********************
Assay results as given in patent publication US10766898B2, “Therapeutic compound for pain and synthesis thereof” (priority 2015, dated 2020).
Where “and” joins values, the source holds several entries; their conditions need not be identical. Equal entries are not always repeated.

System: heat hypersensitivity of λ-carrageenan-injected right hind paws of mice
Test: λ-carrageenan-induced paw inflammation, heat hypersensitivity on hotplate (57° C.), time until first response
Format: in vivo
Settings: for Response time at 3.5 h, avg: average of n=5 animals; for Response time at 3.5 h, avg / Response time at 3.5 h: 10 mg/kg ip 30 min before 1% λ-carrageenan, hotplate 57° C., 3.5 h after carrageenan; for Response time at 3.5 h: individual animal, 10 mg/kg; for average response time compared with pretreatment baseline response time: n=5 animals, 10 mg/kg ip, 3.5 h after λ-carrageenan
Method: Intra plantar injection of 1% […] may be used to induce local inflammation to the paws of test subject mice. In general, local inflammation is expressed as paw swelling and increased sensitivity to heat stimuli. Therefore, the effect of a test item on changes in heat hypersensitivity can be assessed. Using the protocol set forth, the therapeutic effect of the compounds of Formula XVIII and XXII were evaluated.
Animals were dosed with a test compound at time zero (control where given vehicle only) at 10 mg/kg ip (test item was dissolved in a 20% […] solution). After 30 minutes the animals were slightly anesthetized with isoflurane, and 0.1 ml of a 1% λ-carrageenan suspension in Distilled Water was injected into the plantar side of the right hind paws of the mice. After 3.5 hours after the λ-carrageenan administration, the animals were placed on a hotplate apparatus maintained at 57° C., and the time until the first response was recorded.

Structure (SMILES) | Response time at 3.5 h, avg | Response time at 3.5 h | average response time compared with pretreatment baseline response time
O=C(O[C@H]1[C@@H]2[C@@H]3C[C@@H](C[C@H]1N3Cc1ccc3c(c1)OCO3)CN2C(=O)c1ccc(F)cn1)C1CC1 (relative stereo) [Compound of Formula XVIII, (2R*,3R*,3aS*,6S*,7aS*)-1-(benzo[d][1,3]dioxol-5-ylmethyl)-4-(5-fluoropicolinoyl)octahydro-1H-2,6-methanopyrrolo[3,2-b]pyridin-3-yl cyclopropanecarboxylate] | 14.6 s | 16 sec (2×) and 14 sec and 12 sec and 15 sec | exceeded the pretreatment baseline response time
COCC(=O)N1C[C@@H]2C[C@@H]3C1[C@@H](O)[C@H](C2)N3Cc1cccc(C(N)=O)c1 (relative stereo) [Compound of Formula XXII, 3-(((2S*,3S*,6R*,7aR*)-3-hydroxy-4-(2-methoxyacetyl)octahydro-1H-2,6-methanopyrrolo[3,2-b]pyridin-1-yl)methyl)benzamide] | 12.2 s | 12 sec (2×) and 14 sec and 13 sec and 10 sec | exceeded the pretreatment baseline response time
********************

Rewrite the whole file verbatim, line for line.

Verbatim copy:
Assay results as given in patent publication US10766898B2, “Therapeutic compound for pain and synthesis thereof” (priority 2015, dated 2020).
Where “and” joins values, the source holds several entries; their conditions need not be identical. Equal entries are not always repeated.

System: heat hypersensitivity of λ-carrageenan-injected right hind paws of mice
Test: λ-carrageenan-induced paw inflammation, heat hypersensitivity on hotplate (57° C.), time until first response
Format: in vivo
Settings: for Response time at 3.5 h, avg: average of n=5 animals; for Response time at 3.5 h, avg / Response time at 3.5 h: 10 mg/kg ip 30 min before 1% λ-carrageenan, hotplate 57° C., 3.5 h after carrageenan; for Response time at 3.5 h: individual animal, 10 mg/kg; for average response time compared with pretreatment baseline response time: n=5 animals, 10 mg/kg ip, 3.5 h after λ-carrageenan
Method: Intra plantar injection of 1% […] may be used to induce local inflammation to the paws of test subject mice. In general, local inflammation is expressed as paw swelling and increased sensitivity to heat stimuli. Therefore, the effect of a test item on changes in heat hypersensitivity can be assessed. Using the protocol set forth, the therapeutic effect of the compounds of Formula XVIII and XXII were evaluated.
Animals were dosed with a test compound at time zero (control where given vehicle only) at 10 mg/kg ip (test item was dissolved in a 20% […] solution). After 30 minutes the animals were slightly anesthetized with isoflurane, and 0.1 ml of a 1% λ-carrageenan suspension in Distilled Water was injected into the plantar side of the right hind paws of the mice. After 3.5 hours after the λ-carrageenan administration, the animals were placed on a hotplate apparatus maintained at 57° C., and the time until the first response was recorded.

Structure (SMILES) | Response time at 3.5 h, avg | Response time at 3.5 h | average response time compared with pretreatment baseline response time
O=C(O[C@H]1[C@@H]2[C@@H]3C[C@@H](C[C@H]1N3Cc1ccc3c(c1)OCO3)CN2C(=O)c1ccc(F)cn1)C1CC1 (relative stereo) [Compound of Formula XVIII, (2R*,3R*,3aS*,6S*,7aS*)-1-(benzo[d][1,3]dioxol-5-ylmethyl)-4-(5-fluoropicolinoyl)octahydro-1H-2,6-methanopyrrolo[3,2-b]pyridin-3-yl cyclopropanecarboxylate] | 14.6 s | 16 sec (2×) and 14 sec and 12 sec and 15 sec | exceeded the pretreatment baseline response time
COCC(=O)N1C[C@@H]2C[C@@H]3C1[C@@H](O)[C@H](C2)N3Cc1cccc(C(N)=O)c1 (relative stereo) [Compound of Formula XXII, 3-(((2S*,3S*,6R*,7aR*)-3-hydroxy-4-(2-methoxyacetyl)octahydro-1H-2,6-methanopyrrolo[3,2-b]pyridin-1-yl)methyl)benzamide] | 12.2 s | 12 sec (2×) and 14 sec and 13 sec and 10 sec | exceeded the pretreatment baseline response time